The legislation says any interactive computer service provider—that means social media giants, small blogs, podcast hosting services, app stores, consumer review platforms, independent political forums, crowdfunding and Patreon-style sites, dating apps, newsletter services, and much more—will lose Section 230 protections if they fail to report any known user activity that might be deemed "suspicious."

"Suspicious" content is defined as any post, private message, comment, tag, transaction, or "any other user-generated content or transmission" that government officials later determine "commits, facilitates, incites, promotes, or otherwise assists the commission of a major crime." Major crimes are defined as anything involving violence, domestic, or international terrorism, or a "serious drug offense."

For each suspicious post, services must submit a Suspicious Transmission Activity Report (STAR) within 30 days, providing the user's name, location, and other identifying information, as well as any relevant metadata.

Those submitting the user surveillance reports would henceforth be barred from talking about or even acknowledging the existence of them. STARs would also be exempt from Freedom of Information Act (FOIA) requests.

The bill, which comes amid renewed calls to stamp out domestic terrorism after the Capitol riot, is impressive in managing to be both completely invasive and utterly unconcerned with even appearing to be about protection, since the remedy—report within 30 days—would hardly help stop the commission of crimes. If we were talking about the Capitol riot, for instance, companies who still hadn't reported posts about it would be OK.

The bill would set up a massive new system of intense user monitoring and reporting that would lead to more perfectly innocent people getting booted from internet platforms. It would provide the government with a new tool to punish disfavored tech companies, and it would enlist all digital service providers to be cops in the failed post-9/11 war on terror and the drug war.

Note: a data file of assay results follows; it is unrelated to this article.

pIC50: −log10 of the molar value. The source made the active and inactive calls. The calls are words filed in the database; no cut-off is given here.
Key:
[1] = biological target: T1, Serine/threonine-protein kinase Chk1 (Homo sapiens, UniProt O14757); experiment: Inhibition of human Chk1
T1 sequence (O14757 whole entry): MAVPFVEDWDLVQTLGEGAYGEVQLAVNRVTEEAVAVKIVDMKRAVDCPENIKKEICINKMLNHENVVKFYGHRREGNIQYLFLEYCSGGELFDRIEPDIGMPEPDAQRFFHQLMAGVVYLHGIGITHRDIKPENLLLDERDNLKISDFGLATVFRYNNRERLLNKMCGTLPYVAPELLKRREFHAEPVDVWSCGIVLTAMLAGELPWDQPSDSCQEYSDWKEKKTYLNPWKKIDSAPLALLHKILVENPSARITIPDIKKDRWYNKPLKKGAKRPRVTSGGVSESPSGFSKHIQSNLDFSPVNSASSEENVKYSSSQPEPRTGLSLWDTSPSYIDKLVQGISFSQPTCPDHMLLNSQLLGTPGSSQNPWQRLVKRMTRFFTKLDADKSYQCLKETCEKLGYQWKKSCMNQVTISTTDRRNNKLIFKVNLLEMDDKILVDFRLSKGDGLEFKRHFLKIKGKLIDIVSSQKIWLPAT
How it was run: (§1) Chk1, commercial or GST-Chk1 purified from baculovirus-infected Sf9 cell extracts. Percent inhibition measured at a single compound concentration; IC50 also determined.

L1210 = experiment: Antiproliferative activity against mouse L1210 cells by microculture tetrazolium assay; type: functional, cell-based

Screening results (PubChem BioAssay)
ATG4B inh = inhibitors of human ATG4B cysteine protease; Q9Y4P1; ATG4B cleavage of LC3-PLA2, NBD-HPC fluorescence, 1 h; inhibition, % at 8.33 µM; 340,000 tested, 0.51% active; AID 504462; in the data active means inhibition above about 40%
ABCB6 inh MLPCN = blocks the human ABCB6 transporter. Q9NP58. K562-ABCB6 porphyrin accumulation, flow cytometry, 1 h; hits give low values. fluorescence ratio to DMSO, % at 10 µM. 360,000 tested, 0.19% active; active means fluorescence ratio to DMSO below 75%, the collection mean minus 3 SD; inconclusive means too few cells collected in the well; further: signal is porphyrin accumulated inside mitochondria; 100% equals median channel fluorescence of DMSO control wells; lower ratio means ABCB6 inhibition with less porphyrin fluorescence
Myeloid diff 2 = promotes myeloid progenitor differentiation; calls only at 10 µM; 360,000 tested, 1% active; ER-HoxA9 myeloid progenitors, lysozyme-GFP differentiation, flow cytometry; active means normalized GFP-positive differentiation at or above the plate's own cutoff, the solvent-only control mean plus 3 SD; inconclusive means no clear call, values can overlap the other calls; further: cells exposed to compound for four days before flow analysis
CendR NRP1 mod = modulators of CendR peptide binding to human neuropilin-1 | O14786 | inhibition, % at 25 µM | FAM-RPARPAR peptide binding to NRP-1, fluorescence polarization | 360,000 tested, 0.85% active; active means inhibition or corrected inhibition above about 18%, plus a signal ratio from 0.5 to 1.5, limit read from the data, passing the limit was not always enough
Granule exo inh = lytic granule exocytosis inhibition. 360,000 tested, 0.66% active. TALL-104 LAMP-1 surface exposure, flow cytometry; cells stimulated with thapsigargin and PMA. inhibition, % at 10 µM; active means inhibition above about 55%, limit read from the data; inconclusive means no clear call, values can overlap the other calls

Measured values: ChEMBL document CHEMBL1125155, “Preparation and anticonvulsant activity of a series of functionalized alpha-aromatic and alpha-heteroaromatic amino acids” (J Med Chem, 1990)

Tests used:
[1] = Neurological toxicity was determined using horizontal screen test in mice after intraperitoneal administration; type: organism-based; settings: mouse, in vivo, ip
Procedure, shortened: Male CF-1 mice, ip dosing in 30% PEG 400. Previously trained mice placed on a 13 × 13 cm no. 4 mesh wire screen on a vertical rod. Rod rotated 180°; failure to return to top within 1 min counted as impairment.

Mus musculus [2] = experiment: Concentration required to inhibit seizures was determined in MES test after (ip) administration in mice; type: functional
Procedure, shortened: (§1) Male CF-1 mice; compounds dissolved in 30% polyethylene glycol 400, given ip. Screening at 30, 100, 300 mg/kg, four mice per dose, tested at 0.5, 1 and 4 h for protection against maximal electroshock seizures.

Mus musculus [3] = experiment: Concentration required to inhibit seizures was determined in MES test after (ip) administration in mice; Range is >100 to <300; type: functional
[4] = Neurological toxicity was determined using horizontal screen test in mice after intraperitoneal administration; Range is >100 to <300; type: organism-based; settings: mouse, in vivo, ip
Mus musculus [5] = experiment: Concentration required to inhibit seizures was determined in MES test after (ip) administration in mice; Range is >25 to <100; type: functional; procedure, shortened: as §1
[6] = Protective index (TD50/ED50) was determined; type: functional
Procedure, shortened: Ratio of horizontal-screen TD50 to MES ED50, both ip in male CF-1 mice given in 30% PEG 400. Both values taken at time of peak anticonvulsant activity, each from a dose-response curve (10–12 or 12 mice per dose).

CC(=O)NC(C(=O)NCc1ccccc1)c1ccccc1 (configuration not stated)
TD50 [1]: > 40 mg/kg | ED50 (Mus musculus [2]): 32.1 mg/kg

The bill states that some posts facilitating crimes require a STAR to be filed immediately, though it's vague about what these are (any "suspicious transmission that requires immediate attention" requires being reported immediately). The first example it provides is "an active sale or solicitation of sale of drugs."

A new federal agency would handle the suspicious activity reports—which could also be submitted by any individual, not just tech companies.

An easy, anonymous, online way for people to flag each other's social media accounts for the Department of Justice—what could go wrong? (Insert all the eye rolls here.)

Anyone with experience on social media now knows how hyperbolic people can be in describing threatening behavior, how gleeful folks can be in snitching on those they deem unenlightened, and how easy it can be for trolls, abusers, and other ne'er-do-wells to weaponize reporting systems against disliked individuals or marginalized groups. The See Something, Say Something Online Act would put this on steroids—all while ensuring such a glut of reports, including many that are frivolous, politically motivated, or otherwise disingenuous, that federal agents would still be searching for needles in haystacks.
“"I fancied myself as some kind of god....It is a sort of disease when you consider yourself some kind of god, the creator of everything, but I feel comfortable about it now since I began to live it out.” -- George Soros

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Re: New “See Something, Say Something Online Act” Turns Social Media Users Into Spies

Post by Doc » Sun Feb 28, 2021 10:27 pm

Jim the Moron wrote:
Sun Feb 21, 2021 10:52 am
Say it ain't so, Joe. I used to be a strong supporter . . . now, you're just another kiss-up to the powers that be.
We shall see.
“"I fancied myself as some kind of god....It is a sort of disease when you consider yourself some kind of god, the creator of everything, but I feel comfortable about it now since I began to live it out.” -- George Soros

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Re: New “See Something, Say Something Online Act” Turns Social Media Users Into Spies

Post by Sertorio » Mon Mar 01, 2021 1:00 am

I hope I am dead before Big Brother finally takes over...